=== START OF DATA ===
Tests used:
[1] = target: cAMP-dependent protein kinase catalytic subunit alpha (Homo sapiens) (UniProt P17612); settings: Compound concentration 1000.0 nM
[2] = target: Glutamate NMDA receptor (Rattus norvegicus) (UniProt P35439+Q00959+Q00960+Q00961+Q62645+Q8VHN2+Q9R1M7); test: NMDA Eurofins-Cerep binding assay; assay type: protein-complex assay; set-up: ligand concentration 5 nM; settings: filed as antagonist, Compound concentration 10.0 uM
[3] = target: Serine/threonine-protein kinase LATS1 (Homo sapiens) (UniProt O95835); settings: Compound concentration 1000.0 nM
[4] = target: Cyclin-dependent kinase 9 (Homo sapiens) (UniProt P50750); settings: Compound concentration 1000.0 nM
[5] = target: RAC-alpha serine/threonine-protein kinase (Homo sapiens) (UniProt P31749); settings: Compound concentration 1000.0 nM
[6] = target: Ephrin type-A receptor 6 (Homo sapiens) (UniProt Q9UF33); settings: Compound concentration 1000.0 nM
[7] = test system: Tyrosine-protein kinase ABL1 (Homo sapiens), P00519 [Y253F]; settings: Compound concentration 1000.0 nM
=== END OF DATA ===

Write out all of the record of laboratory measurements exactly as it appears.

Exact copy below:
Tests used:
[1] = target: cAMP-dependent protein kinase catalytic subunit alpha (Homo sapiens) (UniProt P17612); settings: Compound concentration 1000.0 nM
[2] = target: Glutamate NMDA receptor (Rattus norvegicus) (UniProt P35439+Q00959+Q00960+Q00961+Q62645+Q8VHN2+Q9R1M7); test: NMDA Eurofins-Cerep binding assay; assay type: protein-complex assay; set-up: ligand concentration 5 nM; settings: filed as antagonist, Compound concentration 10.0 uM
[3] = target: Serine/threonine-protein kinase LATS1 (Homo sapiens) (UniProt O95835); settings: Compound concentration 1000.0 nM
[4] = target: Cyclin-dependent kinase 9 (Homo sapiens) (UniProt P50750); settings: Compound concentration 1000.0 nM
[5] = target: RAC-alpha serine/threonine-protein kinase (Homo sapiens) (UniProt P31749); settings: Compound concentration 1000.0 nM
[6] = target: Ephrin type-A receptor 6 (Homo sapiens) (UniProt Q9UF33); settings: Compound concentration 1000.0 nM
[7] = test system: Tyrosine-protein kinase ABL1 (Homo sapiens), P00519 [Y253F]; settings: Compound concentration 1000.0 nM